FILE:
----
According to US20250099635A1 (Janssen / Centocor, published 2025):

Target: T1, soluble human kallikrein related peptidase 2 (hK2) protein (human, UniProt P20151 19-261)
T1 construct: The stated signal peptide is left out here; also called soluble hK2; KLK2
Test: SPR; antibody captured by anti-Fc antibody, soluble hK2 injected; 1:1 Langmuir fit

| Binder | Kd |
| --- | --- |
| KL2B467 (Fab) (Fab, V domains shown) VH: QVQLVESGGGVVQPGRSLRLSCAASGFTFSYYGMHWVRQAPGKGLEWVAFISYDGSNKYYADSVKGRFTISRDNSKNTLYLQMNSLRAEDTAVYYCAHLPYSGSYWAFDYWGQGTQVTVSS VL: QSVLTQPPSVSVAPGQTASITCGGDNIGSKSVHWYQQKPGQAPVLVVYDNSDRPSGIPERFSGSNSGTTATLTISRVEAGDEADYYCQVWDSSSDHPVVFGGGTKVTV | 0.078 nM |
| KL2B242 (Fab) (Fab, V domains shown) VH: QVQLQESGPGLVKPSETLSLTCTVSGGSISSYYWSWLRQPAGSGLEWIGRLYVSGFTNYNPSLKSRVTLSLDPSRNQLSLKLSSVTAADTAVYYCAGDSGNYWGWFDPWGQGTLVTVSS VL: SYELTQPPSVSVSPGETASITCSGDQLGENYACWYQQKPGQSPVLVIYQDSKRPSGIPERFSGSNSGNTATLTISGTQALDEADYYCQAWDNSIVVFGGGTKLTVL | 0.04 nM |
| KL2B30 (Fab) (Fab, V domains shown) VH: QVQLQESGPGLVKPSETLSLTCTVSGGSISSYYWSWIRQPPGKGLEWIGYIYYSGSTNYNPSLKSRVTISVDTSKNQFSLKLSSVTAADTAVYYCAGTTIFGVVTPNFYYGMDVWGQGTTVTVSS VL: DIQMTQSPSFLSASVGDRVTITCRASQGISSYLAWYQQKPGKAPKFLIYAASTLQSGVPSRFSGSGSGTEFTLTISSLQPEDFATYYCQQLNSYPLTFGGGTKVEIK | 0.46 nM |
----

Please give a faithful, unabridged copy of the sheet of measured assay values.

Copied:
According to US20250099635A1 (Janssen / Centocor, published 2025):

Target: T1, soluble human kallikrein related peptidase 2 (hK2) protein (human, UniProt P20151 19-261)
T1 construct: The stated signal peptide is left out here; also called soluble hK2; KLK2
Test: SPR; antibody captured by anti-Fc antibody, soluble hK2 injected; 1:1 Langmuir fit

| Binder | Kd |
| --- | --- |
| KL2B467 (Fab) (Fab, V domains shown) VH: QVQLVESGGGVVQPGRSLRLSCAASGFTFSYYGMHWVRQAPGKGLEWVAFISYDGSNKYYADSVKGRFTISRDNSKNTLYLQMNSLRAEDTAVYYCAHLPYSGSYWAFDYWGQGTQVTVSS VL: QSVLTQPPSVSVAPGQTASITCGGDNIGSKSVHWYQQKPGQAPVLVVYDNSDRPSGIPERFSGSNSGTTATLTISRVEAGDEADYYCQVWDSSSDHPVVFGGGTKVTV | 0.078 nM |
| KL2B242 (Fab) (Fab, V domains shown) VH: QVQLQESGPGLVKPSETLSLTCTVSGGSISSYYWSWLRQPAGSGLEWIGRLYVSGFTNYNPSLKSRVTLSLDPSRNQLSLKLSSVTAADTAVYYCAGDSGNYWGWFDPWGQGTLVTVSS VL: SYELTQPPSVSVSPGETASITCSGDQLGENYACWYQQKPGQSPVLVIYQDSKRPSGIPERFSGSNSGNTATLTISGTQALDEADYYCQAWDNSIVVFGGGTKLTVL | 0.04 nM |
| KL2B30 (Fab) (Fab, V domains shown) VH: QVQLQESGPGLVKPSETLSLTCTVSGGSISSYYWSWIRQPPGKGLEWIGYIYYSGSTNYNPSLKSRVTISVDTSKNQFSLKLSSVTAADTAVYYCAGTTIFGVVTPNFYYGMDVWGQGTTVTVSS VL: DIQMTQSPSFLSASVGDRVTITCRASQGISSYLAWYQQKPGKAPKFLIYAASTLQSGVPSRFSGSGSGTEFTLTISSLQPEDFATYYCQQLNSYPLTFGGGTKVEIK | 0.46 nM |